DISCUSSION: Defining Our Field - what is 'classical music' to us, why are we involved and what can we learn from our differences? Read John Dante Prevedini's essay, watch the panel discussion and make your own comments.
'Conventional Western music is like a statue, my music is like a tree'. A bold statement perhaps, but one that British composer Edward Chilvers perhaps justifies on his forthcoming EP, entitled Excerpts From 31 Pieces and released on 20 November 2020 on Mozart Records. The EP presages the full album 31 Pieces which is due next year. 'This will be the future of music', Chilvers states simply.
A 'mechanic with a soul', Chilvers has created a method of building up his music from its constituent elements: when he works in this way he uses the tools of multispeeds and harmonics and has created a set of mathematical charts that lead him into uncharted territory each time he sits down to play. When he takes this approach he often also uses multi-sided die to incorporate an element of randomness – the whole process is built on defined combinations of ratios that has led him to nothing less than a form of 'New Music'. As he says, 'I don't think of it as a system at all but as some exciting and magical tools, like a light sabre or some X-Ray glasses.'
As he explains, a tree can be recognisably an oak, but each one is different due to the impact of myriad variables like wind, or soil type. The foundation of his work is in experimenting with speed radios and mode - the DNA of his work is coded with the infinite variety that reflects that existing within nature. His pieces will be buffetted by factors like emotion, feelings, energy; as no two trees are identical, so this work will never be performed the same way twice. When he rolls his dice, the unpredictability generated rages within the strictures of the format that he has created. A statue, by contrast, is immutable and a competent pianist will always play a traditionally formed piece in the same predictable and perfect way.
Edward Chilvers was a driven and passionate player who practiced constantly in pursuit of that perfection. He hated school and left as soon as he could, and then spent twelve years of chasing perfection before what he describes as his dawning 'recalibration'. As he says, 'This a leap forward from mono-tempo music, which faces the same fate as black and white film, though it will remain a beautiful part of the musical universe'. It is an analogy that bears inspection: speed and pattern are what defines both music and light - and the 'red' in a colour film only appears so because of wave speed. Multi-tempo music is so packed with possibility that the only reason that it is not already omnipresent is down to the simple fact, as Edward Chilvers' methods prove, that it is so difficult!
These explorations in harmony categorize scales and modes into ninety-six modal groups and are an example of Chilvers' innate ability to see patterns where others do not. 31 Pieces is the result of his performances at one specific period of time; every time he sits down to play he creates something new. The tracks on the album fade in and fade out to reflect the constant state of transition, on the album and indeed in life. Each recorded piece is in truth a snapshot of a piece of music that is constructed in a way that forms a loop and so in reality is infinitely long and coloured by both character and characteristic, like seasons on a distant planet.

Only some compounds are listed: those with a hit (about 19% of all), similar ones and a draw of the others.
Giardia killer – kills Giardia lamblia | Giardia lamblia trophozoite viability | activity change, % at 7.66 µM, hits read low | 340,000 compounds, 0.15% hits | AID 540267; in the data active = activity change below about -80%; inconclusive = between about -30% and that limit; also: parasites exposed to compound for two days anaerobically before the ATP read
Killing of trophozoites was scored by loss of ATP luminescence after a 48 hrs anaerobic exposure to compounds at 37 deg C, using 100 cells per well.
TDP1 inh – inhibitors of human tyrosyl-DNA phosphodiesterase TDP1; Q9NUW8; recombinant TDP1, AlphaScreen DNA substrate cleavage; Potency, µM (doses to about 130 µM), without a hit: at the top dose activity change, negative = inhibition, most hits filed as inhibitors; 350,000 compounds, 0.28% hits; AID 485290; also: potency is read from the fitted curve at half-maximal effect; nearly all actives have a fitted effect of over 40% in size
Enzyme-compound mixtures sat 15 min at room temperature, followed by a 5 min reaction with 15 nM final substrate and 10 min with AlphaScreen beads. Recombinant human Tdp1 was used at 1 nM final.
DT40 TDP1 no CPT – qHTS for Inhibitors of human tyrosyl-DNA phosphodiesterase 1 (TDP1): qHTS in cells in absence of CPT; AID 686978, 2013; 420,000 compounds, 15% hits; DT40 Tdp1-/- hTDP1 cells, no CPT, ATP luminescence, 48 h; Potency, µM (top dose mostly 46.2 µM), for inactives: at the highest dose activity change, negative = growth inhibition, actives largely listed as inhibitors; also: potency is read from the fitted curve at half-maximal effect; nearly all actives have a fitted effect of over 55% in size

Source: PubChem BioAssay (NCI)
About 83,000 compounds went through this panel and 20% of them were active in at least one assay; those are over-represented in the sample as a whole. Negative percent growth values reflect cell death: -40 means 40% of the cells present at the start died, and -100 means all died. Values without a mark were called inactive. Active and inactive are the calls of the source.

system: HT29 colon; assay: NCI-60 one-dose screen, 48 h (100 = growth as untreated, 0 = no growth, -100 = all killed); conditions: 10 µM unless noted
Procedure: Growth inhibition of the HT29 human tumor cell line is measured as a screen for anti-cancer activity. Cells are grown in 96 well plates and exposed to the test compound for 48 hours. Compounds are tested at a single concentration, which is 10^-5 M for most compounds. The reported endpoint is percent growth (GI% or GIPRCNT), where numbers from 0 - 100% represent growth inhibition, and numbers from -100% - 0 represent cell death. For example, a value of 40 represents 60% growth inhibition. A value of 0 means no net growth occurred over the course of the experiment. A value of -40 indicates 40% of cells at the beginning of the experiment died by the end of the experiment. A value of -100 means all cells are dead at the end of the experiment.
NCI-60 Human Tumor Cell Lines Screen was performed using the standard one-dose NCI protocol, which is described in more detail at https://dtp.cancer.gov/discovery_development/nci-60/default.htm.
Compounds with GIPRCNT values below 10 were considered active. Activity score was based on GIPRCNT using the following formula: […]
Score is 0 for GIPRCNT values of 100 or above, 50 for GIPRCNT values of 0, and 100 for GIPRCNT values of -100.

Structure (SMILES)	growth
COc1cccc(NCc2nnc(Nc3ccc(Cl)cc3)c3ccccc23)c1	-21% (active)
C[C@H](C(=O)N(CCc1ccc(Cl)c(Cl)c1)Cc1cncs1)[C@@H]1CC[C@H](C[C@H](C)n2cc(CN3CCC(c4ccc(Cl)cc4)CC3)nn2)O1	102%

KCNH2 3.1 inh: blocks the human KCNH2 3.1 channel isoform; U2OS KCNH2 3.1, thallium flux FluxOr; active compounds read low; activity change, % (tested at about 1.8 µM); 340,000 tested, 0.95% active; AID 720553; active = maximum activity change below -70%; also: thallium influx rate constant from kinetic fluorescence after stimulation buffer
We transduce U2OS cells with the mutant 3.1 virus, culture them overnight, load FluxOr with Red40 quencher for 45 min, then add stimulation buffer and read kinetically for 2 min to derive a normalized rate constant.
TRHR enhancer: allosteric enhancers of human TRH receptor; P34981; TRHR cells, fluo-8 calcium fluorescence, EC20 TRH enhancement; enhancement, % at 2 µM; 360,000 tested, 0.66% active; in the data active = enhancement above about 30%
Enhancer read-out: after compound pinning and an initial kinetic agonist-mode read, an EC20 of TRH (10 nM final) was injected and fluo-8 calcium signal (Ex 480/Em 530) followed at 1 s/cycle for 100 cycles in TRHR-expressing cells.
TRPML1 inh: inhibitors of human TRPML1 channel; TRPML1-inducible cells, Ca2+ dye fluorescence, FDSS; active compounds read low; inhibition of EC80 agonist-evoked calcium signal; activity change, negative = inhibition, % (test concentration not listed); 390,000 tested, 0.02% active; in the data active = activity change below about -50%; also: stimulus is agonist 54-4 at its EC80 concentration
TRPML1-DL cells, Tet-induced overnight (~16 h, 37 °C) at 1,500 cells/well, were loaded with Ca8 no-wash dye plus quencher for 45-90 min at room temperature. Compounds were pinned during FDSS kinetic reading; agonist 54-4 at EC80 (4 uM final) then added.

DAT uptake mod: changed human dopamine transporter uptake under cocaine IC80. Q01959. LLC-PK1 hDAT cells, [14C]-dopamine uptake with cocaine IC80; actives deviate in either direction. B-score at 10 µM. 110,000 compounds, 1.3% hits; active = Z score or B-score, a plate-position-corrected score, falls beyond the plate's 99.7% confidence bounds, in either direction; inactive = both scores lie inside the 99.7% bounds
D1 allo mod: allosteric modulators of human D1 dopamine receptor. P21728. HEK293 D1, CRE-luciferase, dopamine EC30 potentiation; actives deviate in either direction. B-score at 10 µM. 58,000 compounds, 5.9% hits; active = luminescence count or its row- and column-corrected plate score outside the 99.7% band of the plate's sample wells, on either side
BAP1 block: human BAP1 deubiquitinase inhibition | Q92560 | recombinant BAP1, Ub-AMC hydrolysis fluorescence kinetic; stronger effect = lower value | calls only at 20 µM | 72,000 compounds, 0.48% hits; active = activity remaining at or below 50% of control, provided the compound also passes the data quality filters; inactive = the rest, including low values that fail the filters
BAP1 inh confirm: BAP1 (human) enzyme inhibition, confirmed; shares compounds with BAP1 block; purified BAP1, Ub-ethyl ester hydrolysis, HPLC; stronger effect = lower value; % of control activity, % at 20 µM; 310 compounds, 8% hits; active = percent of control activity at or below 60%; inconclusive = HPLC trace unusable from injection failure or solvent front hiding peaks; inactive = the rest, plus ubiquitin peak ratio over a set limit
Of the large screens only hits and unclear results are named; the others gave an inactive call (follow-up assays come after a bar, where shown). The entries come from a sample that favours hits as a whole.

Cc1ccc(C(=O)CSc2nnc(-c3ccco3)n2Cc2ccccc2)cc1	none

Whilst the approach taken by Edward Chilvers on this album may seem, at first look, more akin to the recent feature written for The Guardian by AI than a free-flowing jam session at his beloved Glastonbury - he always attends and performs on pop-up stages - in fact the opposite is true. By scoring a victory over conventional structure, he is now blazing his own trail. Chilvers started by playing up to four different tempos simultaneously, disguising the pulse in his music by using phase patterns deliberately contrasting to the tempos, moving away from conventional rhythmical form. He then began to compose beautiful etudes as an exploration in poly-tempo, taking a rich understanding and reverence for western classical harmony and reshaping it.
As he says himself, 'I wanted to create a multi-dimensional music to reflect the unspeakable experience of the stilled mind. I'm trying to make laws: polyrhythmic laws, phasing laws, modal laws, structural laws. If I can make good laws then something interesting or beautiful should come out'.
31 Pieces, then, represents not only a beautiful album that hangs together as a whole, but also the rolling back of boundaries. Edward Chilvers draws inspiration from a myriad of influences, from Bach, Wagner and Beethoven through to Boards Of Canada, Squarepusher, Bill Evans, Radiohead, and Meshuggah. However, it was the Bwiti music of Gabon in West Africa, with its incessant, intense use of poly-tempo via harp, voice and drums, that inspired him to seek to stretch the capacity of what is humanly possible to play on the piano.
The Excerpts From 31 Pieces EP affords a first look at a truly remarkable talent. Edward Chilvers puts discovery and fun at the heart of everything he does – but this is a serious business. Picasso said, 'Learn the rules like a pro, so you can break them like an artist'. That perhaps sums up this unique musician. His ground-breaking labours are captured in a full-length film which follows the creation of the album and which will also be made available next year.
His approach on 31 Pieces - and the EP - is not a rejection of traditional form or structure, but rather of beginnings and endings, constraints and repetition; it's an ongoing reflection of nature. Edward Chilvers frees music in order to allow it to blossom and follow the laws of Nature, rather than being trammelled by convention.
Further information: edwardchilvers.com
Posted 14 November 2020 by Chris Hewlett